Category Archives: Yungdrung Bon nuns

The Next Generation of Female Practitioners

Young nuns of Tsüngon Rayna Menling in Dolanji, India. Photo credit: Dorrie Ameen

Giving Support to the Dead

Nuns of Tsüngon Rayna Menling in Dolanji, India gather for a tea ceremony. Photo Credit: Khedup Gyatso

In the Yungdrung Bön tradition, when someone dies and enters the forty-nine day period of the intermediate state between death and rebirth, there are many ways to offer support for the one who has died. One of these ways is the Mang Ja , or large tea ceremony. During the tea ceremony sponsored by the family of the deceased, each nun is given tea, a snack, and a small donation. Afterwards, everyone participates in offering prayers for the deceased in order to alleviate their suffering in the transition between death and rebirth, and to support their liberation from cyclic existence. Traditionally, a tea ceremony is sponsored each of the seven weeks of the intermediate state, or bardo. However, if this is not possible due to the financial circumstances of the family, a tea ceremony during the first and seventh week, or at least the seventh week is sponsored. Through the offering of this donation and sustenance to the ordained, merit is generated on behalf of the deceased. This merit, together with the prayers, acts as a positive support to alleviate suffering, support the circumstances for a positive rebirth, and ultimately, lead to complete liberation.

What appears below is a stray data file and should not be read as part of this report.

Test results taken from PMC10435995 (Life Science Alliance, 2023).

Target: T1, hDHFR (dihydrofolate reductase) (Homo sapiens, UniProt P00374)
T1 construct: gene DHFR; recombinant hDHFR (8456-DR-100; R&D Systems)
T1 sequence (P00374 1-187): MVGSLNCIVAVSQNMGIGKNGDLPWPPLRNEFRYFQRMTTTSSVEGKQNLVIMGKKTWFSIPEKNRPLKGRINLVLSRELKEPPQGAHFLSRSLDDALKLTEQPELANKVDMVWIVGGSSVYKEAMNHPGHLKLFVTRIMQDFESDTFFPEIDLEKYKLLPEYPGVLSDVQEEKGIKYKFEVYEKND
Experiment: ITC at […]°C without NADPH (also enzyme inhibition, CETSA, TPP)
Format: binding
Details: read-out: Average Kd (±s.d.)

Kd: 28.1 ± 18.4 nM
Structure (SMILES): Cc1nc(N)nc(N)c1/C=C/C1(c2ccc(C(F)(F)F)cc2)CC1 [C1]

Offering Sacred Sound

Nuns of Rayna Menling at Tashi Menri Monastery in Dolanji, India.

Receiving Blessings

Rayna Menling nuns receiving a memorial chorten of 33rd Menri Trizen from HE Menri Lopon Thrinley Nyima Rinpoche.

Sacred Music of Method & Wisdom

Yungdrung Bon nuns practice together. Photo credit: Mary Ellen McCourt© All Rights Reserved

In the Yungdrung Bön tradition, there are many practices that incorporate the use of a drum and sil nyen, or Bönpo flat bell.  The drum symbolizes method.  The sil nyen symbolizes wisdom.  Using these two sacred instruments together symbolizes the unification of method and wisdom.

A Master Visits

Geshe Tenzin Wangyal Rinpoche being welcomed by Yungdrung Bon nuns at their temple

Greatly kind lama, embodiment of all of the Victorious Ones, think of me!

I pray single-pointedly that my wish for the removal of all obstacles will be perfectly accomplished!

Extracted from the writings of Shardza Tashi Gyaltsen Rinpoche

Translated by Raven Cypress Wood

Accumulating Virtue

A Yungdrung Bon nun in Tibet circumambulates the temple. Photo credit: ©2007 Mary Ellen McCourt

 

The Next Generation

Young nuns at Rayna Menling Nunnery in Dolanji, India

Young nuns at Rayna Menling Nunnery in Dolanji, India

Yungdrung Bon Scholar Nuns

Nuns in Tibet Nya Rong with Khandro Rinpoche graduating 2013

Nuns of Nya Rong in Tibet at their graduation in 2013

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